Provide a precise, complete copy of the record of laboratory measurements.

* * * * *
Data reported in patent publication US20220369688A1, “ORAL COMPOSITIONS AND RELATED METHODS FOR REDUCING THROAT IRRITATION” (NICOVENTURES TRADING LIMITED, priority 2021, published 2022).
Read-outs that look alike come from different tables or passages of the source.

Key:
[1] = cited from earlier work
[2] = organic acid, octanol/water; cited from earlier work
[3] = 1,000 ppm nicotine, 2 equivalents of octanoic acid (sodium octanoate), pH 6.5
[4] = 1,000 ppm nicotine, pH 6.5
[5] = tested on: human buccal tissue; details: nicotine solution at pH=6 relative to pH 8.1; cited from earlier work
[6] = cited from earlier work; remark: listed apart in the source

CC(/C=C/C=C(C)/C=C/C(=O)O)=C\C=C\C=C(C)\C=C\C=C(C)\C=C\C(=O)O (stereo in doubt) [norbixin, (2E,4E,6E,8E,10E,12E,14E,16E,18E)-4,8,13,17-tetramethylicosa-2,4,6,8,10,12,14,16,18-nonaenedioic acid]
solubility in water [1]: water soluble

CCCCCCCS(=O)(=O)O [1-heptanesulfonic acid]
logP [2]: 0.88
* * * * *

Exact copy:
Data reported in patent publication US20220369688A1, “ORAL COMPOSITIONS AND RELATED METHODS FOR REDUCING THROAT IRRITATION” (NICOVENTURES TRADING LIMITED, priority 2021, published 2022).
Read-outs that look alike come from different tables or passages of the source.

Key:
[1] = cited from earlier work
[2] = organic acid, octanol/water; cited from earlier work
[3] = 1,000 ppm nicotine, 2 equivalents of octanoic acid (sodium octanoate), pH 6.5
[4] = 1,000 ppm nicotine, pH 6.5
[5] = tested on: human buccal tissue; details: nicotine solution at pH=6 relative to pH 8.1; cited from earlier work
[6] = cited from earlier work; remark: listed apart in the source

CC(/C=C/C=C(C)/C=C/C(=O)O)=C\C=C\C=C(C)\C=C\C=C(C)\C=C\C(=O)O (stereo in doubt) [norbixin, (2E,4E,6E,8E,10E,12E,14E,16E,18E)-4,8,13,17-tetramethylicosa-2,4,6,8,10,12,14,16,18-nonaenedioic acid]
solubility in water [1]: water soluble

CCCCCCCS(=O)(=O)O [1-heptanesulfonic acid]
logP [2]: 0.88